Ozil, 29, was part of the Germany squad at the World Cup in Russia and was fiercely criticised as they crashed out at the group stage.
A photograph he posed for with Turkey’s president Recep Tayyip Erdogan ahead of the tournament led to his loyalty to Joachim Low’s side being questioned.
Germany team boss Oliver Bierhoff suggested Ozil should have been dropped after his failure to clear up the Erdogan meeting.
Ozil, who is of mixed German and Turkish heritage, defended his actions in a lengthy statement issued through his social media accounts on Sunday, the first time he has publicly addressed the matter, saying he and his family had received hate mail, threatening phone calls and social media abuse.
“For me, having a picture with President Erdogan wasn’t about politics or elections, it was about me respecting the highest office of my family’s country,” he said in his statement.
“My job is a football player and not a politician, and our meeting was not an endorsement of any policies.
“The treatment I have received from the DFB [German Football Association] and many others makes me no longer want to wear the German national team shirt.
“I feel unwanted and think what I have achieved since my international debut in 2009 has been forgotten.
“People with racially discriminative backgrounds should not be allowed to work in the largest football federation in the world that has players from dual-heritage families. Attitudes like theirs simply do not reflect the players they supposedly represent.
“It is with a heavy heart and after much consideration that because of recent events, I will no longer be playing for Germany at international level whilst I have this feeling of racism and disrespect.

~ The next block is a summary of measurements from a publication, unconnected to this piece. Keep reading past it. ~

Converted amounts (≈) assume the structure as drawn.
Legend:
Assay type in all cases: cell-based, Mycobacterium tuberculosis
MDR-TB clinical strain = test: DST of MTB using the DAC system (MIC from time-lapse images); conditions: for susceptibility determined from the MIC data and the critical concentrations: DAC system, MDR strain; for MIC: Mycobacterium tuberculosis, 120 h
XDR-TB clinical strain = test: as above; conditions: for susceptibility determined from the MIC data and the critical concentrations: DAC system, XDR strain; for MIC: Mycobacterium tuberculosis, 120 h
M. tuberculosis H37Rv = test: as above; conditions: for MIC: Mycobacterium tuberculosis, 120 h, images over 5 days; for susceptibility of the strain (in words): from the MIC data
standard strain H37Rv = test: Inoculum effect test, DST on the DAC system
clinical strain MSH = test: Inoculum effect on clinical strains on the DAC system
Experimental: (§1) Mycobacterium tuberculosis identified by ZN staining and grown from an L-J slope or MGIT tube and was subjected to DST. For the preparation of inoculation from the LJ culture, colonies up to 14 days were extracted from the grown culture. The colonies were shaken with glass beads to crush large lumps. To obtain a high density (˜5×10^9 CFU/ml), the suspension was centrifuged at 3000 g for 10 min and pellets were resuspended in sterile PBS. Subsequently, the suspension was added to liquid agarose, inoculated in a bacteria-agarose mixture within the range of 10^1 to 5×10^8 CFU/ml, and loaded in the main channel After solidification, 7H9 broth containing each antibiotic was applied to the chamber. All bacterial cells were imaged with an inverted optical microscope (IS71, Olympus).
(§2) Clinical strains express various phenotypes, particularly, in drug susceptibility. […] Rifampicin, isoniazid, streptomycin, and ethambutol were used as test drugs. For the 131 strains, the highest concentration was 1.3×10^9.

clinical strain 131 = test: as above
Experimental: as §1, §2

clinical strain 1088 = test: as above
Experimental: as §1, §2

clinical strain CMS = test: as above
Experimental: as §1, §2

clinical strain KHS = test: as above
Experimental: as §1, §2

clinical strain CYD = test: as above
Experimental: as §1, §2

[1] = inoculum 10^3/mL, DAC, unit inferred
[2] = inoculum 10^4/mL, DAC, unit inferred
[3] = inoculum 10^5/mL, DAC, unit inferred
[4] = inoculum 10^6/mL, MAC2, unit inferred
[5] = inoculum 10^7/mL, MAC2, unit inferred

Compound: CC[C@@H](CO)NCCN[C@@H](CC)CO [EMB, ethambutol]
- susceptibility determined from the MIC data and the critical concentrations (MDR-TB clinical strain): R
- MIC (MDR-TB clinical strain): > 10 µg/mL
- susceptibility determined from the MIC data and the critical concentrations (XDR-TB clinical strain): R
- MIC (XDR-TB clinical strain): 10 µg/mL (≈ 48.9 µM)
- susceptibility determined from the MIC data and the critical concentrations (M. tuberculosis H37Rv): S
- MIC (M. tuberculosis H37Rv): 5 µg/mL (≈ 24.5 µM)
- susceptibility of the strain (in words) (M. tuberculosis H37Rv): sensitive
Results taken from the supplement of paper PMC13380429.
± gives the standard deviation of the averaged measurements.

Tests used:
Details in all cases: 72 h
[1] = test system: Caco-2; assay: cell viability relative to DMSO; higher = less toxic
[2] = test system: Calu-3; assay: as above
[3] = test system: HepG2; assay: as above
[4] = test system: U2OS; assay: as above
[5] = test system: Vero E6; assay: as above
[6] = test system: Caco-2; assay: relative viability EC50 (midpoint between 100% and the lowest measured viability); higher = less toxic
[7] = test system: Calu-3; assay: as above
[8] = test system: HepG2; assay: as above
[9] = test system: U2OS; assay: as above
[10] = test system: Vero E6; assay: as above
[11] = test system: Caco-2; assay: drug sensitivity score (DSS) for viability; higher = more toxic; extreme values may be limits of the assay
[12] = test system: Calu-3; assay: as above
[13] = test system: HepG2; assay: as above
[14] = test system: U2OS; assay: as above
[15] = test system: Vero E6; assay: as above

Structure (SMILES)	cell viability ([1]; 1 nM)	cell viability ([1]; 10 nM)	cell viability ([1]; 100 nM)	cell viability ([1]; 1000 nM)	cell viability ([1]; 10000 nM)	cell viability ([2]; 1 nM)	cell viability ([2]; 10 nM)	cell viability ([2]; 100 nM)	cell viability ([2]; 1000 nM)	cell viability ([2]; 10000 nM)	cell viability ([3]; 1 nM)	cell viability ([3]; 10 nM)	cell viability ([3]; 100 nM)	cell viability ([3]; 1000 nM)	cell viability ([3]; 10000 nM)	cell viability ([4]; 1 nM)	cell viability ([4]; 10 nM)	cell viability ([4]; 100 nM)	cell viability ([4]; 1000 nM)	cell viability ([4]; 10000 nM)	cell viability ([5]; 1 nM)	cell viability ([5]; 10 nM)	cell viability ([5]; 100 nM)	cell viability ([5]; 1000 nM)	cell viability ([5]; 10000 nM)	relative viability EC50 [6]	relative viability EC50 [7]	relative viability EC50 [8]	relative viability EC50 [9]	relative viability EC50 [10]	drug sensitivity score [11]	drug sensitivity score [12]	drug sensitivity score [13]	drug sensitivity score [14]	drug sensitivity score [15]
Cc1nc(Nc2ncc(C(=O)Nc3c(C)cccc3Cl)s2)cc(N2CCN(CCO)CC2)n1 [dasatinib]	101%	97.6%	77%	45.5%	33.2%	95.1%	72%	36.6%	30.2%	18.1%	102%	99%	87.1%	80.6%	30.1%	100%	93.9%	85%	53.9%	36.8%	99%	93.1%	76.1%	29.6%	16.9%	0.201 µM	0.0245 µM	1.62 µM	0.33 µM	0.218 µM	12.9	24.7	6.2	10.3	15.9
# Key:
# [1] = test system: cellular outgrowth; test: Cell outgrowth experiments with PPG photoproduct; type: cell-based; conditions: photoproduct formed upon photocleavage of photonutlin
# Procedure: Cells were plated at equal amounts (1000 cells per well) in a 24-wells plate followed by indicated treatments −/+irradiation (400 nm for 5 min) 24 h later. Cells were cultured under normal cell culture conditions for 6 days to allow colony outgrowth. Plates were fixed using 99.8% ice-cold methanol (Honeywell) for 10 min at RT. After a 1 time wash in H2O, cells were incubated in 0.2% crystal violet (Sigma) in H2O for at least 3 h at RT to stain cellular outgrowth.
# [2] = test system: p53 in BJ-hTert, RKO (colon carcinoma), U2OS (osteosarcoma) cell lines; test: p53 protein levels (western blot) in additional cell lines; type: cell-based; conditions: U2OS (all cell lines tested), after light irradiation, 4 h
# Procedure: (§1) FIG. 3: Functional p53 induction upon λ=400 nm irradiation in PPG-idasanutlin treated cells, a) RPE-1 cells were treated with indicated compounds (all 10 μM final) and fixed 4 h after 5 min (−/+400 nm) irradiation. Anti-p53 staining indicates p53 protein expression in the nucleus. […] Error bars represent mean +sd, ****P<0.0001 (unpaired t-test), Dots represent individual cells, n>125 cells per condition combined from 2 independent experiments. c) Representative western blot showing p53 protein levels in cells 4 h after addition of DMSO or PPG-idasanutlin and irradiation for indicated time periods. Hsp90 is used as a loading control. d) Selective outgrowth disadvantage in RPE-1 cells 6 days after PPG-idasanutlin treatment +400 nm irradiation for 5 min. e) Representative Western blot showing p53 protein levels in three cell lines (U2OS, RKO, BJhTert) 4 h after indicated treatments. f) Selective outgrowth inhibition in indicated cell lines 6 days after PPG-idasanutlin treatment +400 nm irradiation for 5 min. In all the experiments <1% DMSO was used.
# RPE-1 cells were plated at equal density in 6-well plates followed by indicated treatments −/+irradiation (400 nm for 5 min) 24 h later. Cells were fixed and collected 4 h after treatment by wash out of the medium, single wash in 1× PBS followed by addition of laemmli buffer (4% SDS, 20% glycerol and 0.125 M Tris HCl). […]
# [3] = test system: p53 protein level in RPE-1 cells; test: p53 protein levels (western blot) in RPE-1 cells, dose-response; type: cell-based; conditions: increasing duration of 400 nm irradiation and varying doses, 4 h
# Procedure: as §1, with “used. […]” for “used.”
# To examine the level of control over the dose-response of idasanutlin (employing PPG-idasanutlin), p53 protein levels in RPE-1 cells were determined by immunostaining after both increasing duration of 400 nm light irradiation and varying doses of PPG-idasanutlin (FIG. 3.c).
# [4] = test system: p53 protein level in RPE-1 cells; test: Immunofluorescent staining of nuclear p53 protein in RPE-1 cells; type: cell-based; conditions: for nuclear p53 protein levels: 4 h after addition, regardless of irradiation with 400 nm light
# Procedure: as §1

“I used to wear the German shirt with such pride and excitement, but now I don’t. The decision has been extremely difficult to make because I have always given everything for my teammates, the coaching staff and the good people of Germany.
“When high-ranking DFB officials treat me as they did, disrespect my Turkish roots and selfishly turn me into political propaganda, then enough is enough. That is not why I play football, and I will not sit back and do nothing about it. Racism should never, ever be accepted.”
Ozil blamed the German Football Federation (DFB) for failing to defend him against his most strident critics and singled out mistreatment from DFB president Richard Grindel as the most frustrating issue.
“Arguably the issue that has frustrated me the most over the past couple of months has been the mistreatment from the DFB, and in particular the DFB President Richard Grindel,” he said.
“Whilst I attempted to explain to Grindel my heritage, ancestry and therefore reasoning behind the photo, he was far more interested in speaking about his own political views and belittling my opinion.
“I will no longer stand for being a scapegoat for his [Grindel’s] incompetence and inability to do his job properly.”
Turkish ministers on Monday applauded the decision.
“I congratulate Mesut Ozil who by leaving the national team, he has scored the most beautiful goal against the virus of fascism,” Justice Minister Abdulhamit Gul wrote on Twitter.
Turkey’s Sports Minister Mehmet Kasapoglu added: “We sincerely support the honourable stance that our brother Mesut Ozil has taken”.
Ozil was a member of the Germany side that won the World Cup in 2014 and has been voted Germany’s national team player of the year on five separate occasions.